We at dmarcian are dedicated to improving the reliability of the world’s email through the wide-spread adoption of DMARC by providing tools, education and deployment specialists. We find it useful to occasionally take stock of different metrics on how DMARC is being adopted.
The Fortune 100 is an annual list compiled and published by Fortune magazine that ranks 100 of the largest United States corporations by total revenue. We thought it would be interesting to take a look at the DMARC policy of the corporations on 2020’s Fortune 100 as we begin 2021.
- 13% had no DMARC policy
- 49% had a DMARC policy set to none
- 8% had a DMARC policy set to quarantine
- 30% had a DMARC policy set to reject
We also reflected the number of reporting email addresses associated with the DMARC record (shown as units on the Y-axis), as we believe it is a good indicator of intent or work-in-progress in securing domains.
- 13% had multiple email addresses receiving reporting
- ~16% of those with a policy set to none, or in monitoring mode, had multiple reporters.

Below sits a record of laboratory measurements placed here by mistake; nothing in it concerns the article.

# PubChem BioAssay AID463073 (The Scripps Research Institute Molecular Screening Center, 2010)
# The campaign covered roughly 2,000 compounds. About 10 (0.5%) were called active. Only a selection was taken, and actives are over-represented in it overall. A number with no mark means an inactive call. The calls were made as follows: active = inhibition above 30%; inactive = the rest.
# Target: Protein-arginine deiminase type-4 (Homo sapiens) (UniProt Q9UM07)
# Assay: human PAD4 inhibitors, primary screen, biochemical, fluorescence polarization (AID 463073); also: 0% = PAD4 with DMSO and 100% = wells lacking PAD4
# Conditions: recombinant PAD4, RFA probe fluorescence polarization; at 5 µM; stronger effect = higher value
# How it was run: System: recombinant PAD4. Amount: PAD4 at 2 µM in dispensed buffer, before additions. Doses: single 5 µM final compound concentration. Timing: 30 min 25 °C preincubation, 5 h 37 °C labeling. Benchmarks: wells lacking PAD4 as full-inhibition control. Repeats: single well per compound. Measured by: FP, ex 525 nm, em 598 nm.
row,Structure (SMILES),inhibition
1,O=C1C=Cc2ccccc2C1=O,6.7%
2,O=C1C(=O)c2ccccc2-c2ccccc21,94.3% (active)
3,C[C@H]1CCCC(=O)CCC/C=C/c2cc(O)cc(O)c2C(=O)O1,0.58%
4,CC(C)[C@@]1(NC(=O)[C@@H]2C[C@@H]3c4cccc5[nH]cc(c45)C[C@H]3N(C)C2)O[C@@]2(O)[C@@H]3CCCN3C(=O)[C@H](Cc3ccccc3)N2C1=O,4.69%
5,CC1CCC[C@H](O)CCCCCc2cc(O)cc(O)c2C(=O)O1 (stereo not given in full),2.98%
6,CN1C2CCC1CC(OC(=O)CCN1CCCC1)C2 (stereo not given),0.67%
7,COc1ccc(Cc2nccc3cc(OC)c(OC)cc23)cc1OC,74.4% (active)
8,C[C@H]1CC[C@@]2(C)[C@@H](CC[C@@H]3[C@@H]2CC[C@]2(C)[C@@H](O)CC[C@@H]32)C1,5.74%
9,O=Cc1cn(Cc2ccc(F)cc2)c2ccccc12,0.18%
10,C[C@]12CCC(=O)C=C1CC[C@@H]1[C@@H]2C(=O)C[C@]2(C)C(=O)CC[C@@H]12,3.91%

For many organizations, the first phase of DMARC deployment (policy set to none) is the first time they are seeing all of their domain assets in a cohesive overview. This includes both known uses, as well as instances of “shadow IT” (where a third-party resource is deployed by an internal department without the knowledge of the IT department) and of course unauthorized use.
Often, an organization will enlist external help to supplement their own internal efforts to help advance their DMARC policy towards p=reject, which is reflected in having numerous recipients for their DMARC reporting.
If you need assistance with DMARC monitoring, deployment or compliance, register for a free, 14 day trial with dmarcian.